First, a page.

It has been a controversially bullish year for cryptocurrencies. The world has either been adopting or applying strict regulatory policies to the digital money market of crypto. Latin and North American nations have shown their faith in cryptocurrencies, whereas several nations in Asia have turned their backs to crypto.
European Union’s Digital Finance Strategy now includes Markets in Crypto Assets (MiCA) to regulate the decentralized sphere of cryptocurrencies. MiCA proposed unconventional regulations for the crypto market, from the requirement of authorized permission to trade stablecoins, to mandating acquisition of legal status for small crypto projects before scouting investors.
However, the ‘Elon Musk’ clause of the 168-page document particularly grasps attention. Tesla CEO, Musk has been in the spotlight for his infamous crypto tweets about accepting and declining bitcoins by Tesla, and consistent ‘influencer marketing’ of meme-oriented altcoins. MiCA regulations limit Musk’s crypto presence on social media and require him to quit the wit he uses to manipulate crypto prices.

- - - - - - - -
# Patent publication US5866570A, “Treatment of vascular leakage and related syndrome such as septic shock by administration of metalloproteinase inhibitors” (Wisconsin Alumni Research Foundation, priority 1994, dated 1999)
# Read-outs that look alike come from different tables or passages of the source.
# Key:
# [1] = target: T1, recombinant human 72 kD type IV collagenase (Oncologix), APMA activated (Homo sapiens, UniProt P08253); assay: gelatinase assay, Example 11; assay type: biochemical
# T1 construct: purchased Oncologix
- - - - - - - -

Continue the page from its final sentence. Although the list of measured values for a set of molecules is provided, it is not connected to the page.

MiCA to Limit Musk’s Manipulation
The volatility of the crypto market often pushes potential traders away. Especially, when well-endowed entrepreneurs like Musk start to manipulate the market using their internet vogue. Regardless of crypto’s democratic and decentralized status, it becomes difficult for people to calculate the investment in it, attributed to the trending tweet’s effect on the volatility of coins.
The Crypto market has become riskier with Tesla’s fluctuating stance on Bitcoins and Elon Musk’s tweets on Doge, Floki, Shiba, Baby Doge.
MiCA regulations have banned celebrity manipulation of crypto markets, along with the acquisition of a celebratory position as a crypto influencer. Both will be applicable by National law and infringement will be punishable under criminal law.
“The regulation prohibits such market manipulations which could be punishable with criminal remedies depending on the applicable national law.” says the London School of Economics and Political Science (LSE) in their analysis of EU’S press release.